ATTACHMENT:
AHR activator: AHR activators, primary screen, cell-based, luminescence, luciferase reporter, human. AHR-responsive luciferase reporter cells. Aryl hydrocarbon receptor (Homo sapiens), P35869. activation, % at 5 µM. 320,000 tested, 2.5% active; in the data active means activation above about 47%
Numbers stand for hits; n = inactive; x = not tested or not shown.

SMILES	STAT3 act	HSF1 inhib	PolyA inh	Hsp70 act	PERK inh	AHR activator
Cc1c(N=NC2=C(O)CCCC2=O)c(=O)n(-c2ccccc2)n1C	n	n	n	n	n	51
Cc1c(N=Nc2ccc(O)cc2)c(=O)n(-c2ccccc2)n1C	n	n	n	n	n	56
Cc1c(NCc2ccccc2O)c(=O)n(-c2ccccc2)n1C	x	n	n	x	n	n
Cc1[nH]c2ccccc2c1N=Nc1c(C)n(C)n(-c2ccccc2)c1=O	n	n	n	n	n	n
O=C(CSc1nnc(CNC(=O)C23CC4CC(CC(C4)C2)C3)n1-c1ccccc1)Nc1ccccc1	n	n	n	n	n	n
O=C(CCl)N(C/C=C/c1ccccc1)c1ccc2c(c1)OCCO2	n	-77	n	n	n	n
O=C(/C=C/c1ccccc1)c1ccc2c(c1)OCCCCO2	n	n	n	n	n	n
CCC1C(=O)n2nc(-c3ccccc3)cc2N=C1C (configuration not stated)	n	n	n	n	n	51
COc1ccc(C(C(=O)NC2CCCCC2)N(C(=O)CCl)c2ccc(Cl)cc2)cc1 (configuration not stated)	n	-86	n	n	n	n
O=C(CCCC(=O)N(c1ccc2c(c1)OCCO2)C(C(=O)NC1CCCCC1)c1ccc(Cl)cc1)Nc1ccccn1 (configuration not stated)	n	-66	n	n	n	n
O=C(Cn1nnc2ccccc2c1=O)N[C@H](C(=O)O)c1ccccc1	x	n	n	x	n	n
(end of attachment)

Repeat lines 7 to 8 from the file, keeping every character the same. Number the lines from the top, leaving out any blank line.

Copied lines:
Cc1[nH]c2ccccc2c1N=Nc1c(C)n(C)n(-c2ccccc2)c1=O	n	n	n	n	n	n
O=C(CSc1nnc(CNC(=O)C23CC4CC(CC(C4)C2)C3)n1-c1ccccc1)Nc1ccccc1	n	n	n	n	n	n